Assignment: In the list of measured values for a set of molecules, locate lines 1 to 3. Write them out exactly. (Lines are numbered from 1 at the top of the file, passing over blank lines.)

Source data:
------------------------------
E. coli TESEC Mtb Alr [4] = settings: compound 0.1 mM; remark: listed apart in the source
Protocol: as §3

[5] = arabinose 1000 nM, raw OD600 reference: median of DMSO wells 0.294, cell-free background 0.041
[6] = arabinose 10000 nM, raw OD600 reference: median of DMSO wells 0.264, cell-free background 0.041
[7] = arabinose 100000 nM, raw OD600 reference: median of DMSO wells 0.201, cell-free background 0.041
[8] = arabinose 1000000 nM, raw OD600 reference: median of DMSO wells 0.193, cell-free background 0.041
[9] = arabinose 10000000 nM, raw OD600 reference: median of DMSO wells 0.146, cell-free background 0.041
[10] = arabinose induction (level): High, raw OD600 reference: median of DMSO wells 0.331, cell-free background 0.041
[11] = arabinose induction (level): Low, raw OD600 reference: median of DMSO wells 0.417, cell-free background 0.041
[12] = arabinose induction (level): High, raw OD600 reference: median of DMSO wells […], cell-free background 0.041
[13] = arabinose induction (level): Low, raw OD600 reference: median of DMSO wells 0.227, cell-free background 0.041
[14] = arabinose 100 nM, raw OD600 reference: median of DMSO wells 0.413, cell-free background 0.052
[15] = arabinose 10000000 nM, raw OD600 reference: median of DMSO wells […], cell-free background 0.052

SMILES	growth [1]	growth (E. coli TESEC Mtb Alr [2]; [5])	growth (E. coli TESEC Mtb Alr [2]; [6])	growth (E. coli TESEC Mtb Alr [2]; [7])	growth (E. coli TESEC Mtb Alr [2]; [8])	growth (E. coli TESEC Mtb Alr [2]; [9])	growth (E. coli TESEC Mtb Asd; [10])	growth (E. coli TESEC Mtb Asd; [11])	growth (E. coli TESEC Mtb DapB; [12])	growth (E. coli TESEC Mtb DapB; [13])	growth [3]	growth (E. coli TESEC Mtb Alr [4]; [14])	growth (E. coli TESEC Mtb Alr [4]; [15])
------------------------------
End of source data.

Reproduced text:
E. coli TESEC Mtb Alr [4] = settings: compound 0.1 mM; remark: listed apart in the source
Protocol: as §3

[5] = arabinose 1000 nM, raw OD600 reference: median of DMSO wells 0.294, cell-free background 0.041